Listening Skills Games for College Students

Instructor: Nora Jarvis

Nora has a Master's degree in teaching, and has taught a variety of elementary grades.

Developing listening skills is very important for students of all ages, even college students! Use these engaging games to help students develop stronger listening skills.

Why Use Games?

You might think that using games in your class is something best suited for younger students. But even college students enjoy learning and practicing new skills with games. The games in this lesson will help students develop and hone listening skills. After each game, you should have a debriefing session. In this debriefing, students can discuss their strengths and challenges while playing the game. It works best to play a game, debrief, and then have students play another game. This way they'll be able to analyze their listening skills and then try to get better.

Blind Building

Materials

  • Tangram tiles, enough sets for each student
  • Cardboard dividers, one for each pair of students

Instructions

  1. Divide into pairs and hand out the tangram tiles and cardboard dividers
  2. One student uses the tiles to make a design, hiding it from the other student using the cardboard divider
  3. The other student then has to build the same design without seeing what it looks like
  4. Students ask each other questions and describe the design without being able to see
  5. When students think they've recreated the design, lift up the cardboard divider and see how close they were!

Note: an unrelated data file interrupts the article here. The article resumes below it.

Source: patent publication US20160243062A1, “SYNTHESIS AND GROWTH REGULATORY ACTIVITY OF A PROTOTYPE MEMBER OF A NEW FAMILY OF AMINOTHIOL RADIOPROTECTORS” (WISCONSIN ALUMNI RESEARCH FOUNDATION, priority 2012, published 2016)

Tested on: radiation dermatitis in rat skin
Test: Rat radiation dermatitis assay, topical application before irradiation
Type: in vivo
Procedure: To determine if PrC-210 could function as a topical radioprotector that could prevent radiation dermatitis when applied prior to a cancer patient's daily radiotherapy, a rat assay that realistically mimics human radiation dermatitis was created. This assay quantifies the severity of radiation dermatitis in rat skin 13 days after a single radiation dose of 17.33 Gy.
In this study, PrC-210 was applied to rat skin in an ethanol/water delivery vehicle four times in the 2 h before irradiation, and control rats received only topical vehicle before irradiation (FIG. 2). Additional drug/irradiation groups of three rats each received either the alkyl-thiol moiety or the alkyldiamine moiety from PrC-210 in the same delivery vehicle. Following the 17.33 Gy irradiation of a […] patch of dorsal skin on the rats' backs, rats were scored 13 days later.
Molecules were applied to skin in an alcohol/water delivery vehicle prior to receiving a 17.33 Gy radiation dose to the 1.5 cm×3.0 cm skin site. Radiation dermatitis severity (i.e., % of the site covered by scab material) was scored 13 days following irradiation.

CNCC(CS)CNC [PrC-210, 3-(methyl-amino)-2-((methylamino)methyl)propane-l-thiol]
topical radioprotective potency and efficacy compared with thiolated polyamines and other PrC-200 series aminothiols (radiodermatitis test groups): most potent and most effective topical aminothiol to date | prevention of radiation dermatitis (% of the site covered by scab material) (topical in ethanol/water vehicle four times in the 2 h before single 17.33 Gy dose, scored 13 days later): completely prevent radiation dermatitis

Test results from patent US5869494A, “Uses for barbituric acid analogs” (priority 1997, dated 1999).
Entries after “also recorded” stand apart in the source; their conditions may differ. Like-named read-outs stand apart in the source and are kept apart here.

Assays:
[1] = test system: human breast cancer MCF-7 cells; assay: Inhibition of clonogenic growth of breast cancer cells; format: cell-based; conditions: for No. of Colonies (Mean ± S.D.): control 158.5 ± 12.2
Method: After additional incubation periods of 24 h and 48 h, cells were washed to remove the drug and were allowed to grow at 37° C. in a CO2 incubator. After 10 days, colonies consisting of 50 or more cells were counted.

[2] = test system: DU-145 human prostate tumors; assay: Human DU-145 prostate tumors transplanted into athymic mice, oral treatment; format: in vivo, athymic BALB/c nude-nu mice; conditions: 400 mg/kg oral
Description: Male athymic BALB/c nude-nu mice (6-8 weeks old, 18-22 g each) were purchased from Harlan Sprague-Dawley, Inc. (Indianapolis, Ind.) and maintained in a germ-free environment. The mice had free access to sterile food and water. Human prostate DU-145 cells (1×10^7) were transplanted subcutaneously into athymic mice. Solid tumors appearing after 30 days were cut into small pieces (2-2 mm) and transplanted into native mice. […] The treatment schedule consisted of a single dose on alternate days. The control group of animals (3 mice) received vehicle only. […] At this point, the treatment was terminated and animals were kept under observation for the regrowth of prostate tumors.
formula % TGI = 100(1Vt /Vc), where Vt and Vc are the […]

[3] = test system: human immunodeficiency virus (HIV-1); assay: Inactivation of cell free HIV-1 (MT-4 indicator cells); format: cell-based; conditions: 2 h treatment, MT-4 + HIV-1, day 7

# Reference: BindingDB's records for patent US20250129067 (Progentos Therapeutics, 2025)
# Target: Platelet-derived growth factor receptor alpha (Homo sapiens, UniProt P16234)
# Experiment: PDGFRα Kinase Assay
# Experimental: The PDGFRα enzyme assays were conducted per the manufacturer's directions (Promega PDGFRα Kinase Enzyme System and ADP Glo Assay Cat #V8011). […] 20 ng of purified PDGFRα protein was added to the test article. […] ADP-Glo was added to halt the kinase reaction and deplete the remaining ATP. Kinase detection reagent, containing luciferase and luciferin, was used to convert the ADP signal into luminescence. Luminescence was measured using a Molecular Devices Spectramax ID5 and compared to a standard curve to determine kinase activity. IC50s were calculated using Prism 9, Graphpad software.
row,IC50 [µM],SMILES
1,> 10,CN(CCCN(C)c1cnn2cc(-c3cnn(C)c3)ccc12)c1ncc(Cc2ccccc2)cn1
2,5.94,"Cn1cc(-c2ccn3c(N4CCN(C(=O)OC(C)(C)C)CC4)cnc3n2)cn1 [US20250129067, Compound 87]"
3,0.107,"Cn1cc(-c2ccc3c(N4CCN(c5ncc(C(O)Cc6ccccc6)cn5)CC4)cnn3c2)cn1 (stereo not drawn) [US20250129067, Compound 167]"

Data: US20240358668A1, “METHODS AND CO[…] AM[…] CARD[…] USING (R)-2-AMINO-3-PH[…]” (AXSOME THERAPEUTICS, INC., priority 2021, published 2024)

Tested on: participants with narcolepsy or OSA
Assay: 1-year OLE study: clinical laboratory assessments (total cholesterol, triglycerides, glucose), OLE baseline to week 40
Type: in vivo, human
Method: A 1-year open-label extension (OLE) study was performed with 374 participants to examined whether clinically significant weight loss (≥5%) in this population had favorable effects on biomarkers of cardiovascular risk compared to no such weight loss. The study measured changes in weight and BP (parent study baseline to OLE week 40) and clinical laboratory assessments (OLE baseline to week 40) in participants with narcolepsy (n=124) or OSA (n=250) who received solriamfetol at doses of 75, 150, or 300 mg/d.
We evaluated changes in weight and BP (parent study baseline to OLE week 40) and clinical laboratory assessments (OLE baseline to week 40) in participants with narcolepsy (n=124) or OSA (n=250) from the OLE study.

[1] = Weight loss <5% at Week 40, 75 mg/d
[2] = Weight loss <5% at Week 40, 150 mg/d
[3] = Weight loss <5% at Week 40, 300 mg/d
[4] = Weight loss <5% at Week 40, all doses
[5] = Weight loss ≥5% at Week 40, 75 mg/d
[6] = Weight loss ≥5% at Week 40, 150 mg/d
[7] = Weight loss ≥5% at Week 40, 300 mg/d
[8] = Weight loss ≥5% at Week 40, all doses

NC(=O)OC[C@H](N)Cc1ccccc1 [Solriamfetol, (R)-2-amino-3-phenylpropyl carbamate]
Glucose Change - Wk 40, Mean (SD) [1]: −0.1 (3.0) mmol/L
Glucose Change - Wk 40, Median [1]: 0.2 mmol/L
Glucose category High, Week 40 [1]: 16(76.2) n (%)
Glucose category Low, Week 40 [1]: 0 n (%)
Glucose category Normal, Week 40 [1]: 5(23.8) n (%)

Get to Know You Interview

Materials

  • Paper, pencils

Instructions

  1. This lesson is intended to be done on the first day of class or near the beginning of the course
  2. Divide students into pairs, making sure to group students who don't know each other well
  3. Students interview each other and write down their partner's responses
  4. At the end of the interviews, students go around and introduce their partner to the rest of the class

Lego Building

Materials

  • Bags of Lego blocks (or another type of building block), enough for each group
  • Instructions for building different Lego structures (these can be found online or inside the boxes)

Instructions

  1. Divide students into groups of 4
  2. For each group, give two students the instructions and the other two students the Lego blocks; explain that they aren't allowed to look at or touch the other item
  3. The students with the instructions need to explain to the other students how to build the Lego structure
  4. Whichever group finishes first wins the game

Pass the Ball

Materials

  • Large ball

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